The U.S. may end up with the worst COVID-19 outbreak in the industrialized world. This is how it’s going to play out.
How the coronavirus travels through the air has become one of the most divisive debates in this pandemic.
We’ve known about SARS-CoV-2 for only three months, but scientists can make some educated guesses about where it came from and why it’s behaving in such an extreme way.
The country is not aiming for 60 percent of the populace to get COVID-19, but you’d be forgiven for thinking so based on how badly the actual plan has been explained.
The planet’s tallest animal is in far greater danger than people might think.
A solar storm can throw whales off-course, suggesting that the large animals might have an internal compass.
Giant phages have been found in French lakes, baboons from Kenya, and the human mouth.
Nature is clearly in crisis—but what do researchers do when they only have imperfect data on the extent of the losses?
New diseases are mirrors that reflect how a society works—and where it fails.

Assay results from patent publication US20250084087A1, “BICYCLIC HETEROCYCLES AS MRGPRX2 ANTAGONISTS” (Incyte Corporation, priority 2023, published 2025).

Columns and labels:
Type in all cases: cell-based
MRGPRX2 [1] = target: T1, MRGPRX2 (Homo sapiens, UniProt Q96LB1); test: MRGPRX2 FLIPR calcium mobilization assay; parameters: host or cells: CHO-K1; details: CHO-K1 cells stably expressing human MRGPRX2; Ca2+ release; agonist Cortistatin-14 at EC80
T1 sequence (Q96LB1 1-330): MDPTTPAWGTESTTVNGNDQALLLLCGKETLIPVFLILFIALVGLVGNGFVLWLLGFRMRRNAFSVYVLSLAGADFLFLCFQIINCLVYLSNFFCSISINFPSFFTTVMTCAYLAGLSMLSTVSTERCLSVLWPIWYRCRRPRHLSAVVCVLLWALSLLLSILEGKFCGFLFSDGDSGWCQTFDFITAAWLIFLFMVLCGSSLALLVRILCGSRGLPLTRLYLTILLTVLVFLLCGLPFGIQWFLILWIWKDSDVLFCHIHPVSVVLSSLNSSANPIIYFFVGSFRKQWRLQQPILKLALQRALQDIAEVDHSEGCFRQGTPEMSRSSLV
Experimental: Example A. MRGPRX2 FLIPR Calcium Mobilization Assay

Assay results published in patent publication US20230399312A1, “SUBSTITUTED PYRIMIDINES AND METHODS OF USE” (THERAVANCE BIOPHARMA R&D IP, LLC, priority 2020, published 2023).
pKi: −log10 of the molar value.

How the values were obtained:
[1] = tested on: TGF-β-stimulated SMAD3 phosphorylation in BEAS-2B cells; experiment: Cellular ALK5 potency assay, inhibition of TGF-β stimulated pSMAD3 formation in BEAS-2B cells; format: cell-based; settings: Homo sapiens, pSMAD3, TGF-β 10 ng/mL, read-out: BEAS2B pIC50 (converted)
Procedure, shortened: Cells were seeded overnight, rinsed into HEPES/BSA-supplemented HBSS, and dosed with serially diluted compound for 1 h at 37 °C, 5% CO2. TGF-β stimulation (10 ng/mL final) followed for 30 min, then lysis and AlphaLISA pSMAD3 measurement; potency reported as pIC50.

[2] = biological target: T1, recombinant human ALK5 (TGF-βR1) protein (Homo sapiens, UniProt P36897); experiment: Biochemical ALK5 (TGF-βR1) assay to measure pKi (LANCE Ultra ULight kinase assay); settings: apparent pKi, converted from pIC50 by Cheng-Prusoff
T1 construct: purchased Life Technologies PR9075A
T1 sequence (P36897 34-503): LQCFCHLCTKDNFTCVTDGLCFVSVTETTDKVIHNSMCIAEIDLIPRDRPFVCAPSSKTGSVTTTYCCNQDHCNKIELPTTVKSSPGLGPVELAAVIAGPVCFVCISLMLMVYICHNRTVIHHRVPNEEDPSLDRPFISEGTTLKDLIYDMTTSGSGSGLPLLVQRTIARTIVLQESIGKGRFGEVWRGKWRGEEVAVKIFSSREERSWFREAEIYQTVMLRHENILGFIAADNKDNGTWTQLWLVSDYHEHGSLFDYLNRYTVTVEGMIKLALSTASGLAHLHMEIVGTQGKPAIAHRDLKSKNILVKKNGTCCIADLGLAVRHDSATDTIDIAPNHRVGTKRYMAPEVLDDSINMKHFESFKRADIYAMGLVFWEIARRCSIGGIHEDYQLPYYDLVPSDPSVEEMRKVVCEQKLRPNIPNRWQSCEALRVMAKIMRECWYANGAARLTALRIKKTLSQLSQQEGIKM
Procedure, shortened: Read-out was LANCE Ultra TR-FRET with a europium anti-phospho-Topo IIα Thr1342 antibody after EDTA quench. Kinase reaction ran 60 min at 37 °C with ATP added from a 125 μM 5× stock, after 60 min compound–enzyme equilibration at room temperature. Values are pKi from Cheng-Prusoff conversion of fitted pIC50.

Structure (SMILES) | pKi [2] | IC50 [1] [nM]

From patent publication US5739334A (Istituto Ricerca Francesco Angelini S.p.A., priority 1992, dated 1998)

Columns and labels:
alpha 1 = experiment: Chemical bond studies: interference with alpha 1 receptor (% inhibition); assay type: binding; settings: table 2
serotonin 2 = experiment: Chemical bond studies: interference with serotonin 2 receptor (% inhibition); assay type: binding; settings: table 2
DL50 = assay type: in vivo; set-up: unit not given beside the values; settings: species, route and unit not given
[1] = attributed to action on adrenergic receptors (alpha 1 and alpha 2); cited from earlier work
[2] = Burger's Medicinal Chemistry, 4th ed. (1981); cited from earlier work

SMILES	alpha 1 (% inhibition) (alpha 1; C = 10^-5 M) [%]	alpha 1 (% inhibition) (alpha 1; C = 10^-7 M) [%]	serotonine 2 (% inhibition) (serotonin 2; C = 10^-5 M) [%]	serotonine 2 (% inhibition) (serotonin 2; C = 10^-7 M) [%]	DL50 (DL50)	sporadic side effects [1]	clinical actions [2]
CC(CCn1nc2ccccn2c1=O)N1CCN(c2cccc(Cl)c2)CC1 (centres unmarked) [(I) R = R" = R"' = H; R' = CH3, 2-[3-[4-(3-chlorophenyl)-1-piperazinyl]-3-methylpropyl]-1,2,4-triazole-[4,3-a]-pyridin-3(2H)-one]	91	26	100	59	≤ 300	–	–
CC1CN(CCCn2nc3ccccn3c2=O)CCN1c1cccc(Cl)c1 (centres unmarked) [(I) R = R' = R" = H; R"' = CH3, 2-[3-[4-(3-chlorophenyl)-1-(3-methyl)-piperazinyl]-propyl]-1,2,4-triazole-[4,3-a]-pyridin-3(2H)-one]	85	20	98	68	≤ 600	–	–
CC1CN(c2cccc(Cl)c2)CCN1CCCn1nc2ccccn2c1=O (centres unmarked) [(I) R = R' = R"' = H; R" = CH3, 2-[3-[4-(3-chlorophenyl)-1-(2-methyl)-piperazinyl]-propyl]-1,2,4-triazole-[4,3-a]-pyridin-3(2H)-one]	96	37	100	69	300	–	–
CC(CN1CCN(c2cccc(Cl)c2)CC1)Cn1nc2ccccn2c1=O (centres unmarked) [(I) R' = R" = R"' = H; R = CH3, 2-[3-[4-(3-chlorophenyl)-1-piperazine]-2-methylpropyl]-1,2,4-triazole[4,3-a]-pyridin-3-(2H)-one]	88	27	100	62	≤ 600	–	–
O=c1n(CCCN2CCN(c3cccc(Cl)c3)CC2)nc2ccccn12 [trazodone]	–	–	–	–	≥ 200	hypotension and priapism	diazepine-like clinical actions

Here’s what the oft-cited R0 number tells us about the new outbreak—and what it doesn’t.
Lab-grown glands can now produce realistic cocktails of toxins, which could help address one of the world’s biggest and most neglected health crises.
The bushfires were a disaster waiting to happen for animals already fighting for survival.
They perceive depth in a very different way than we do.
Unlike many other gaudy animal ornaments, the red-and-orange heads of coot chicks are honest indicators of weakness and vulnerability.
A phage that resists all forms of the antiviral defense known as CRISPR has an unusual means of survival.
For the first time, scientists recorded a cardiogram from the largest animal that has ever lived.
By migrating in huge herds, bison behave like a force of nature, engineering and intensifying waves of spring greenery that other grazers rely on.
The latest volley in a decades-long debate about apes’ theory of mind involved one scientist dressing up as King Kong and stealing from his colleague.
A contentious new paper traces the origins of modern humans to ancient wetlands in Africa, a claim other researchers have called far-fetched.
For 50 years, researchers have thought that moths evolved ears to detect the ultrasonic calls of attacking bats—but a new study shows that ears came first.
It has only now come to light, and could be destroyed if deep-sea mining is allowed to go ahead.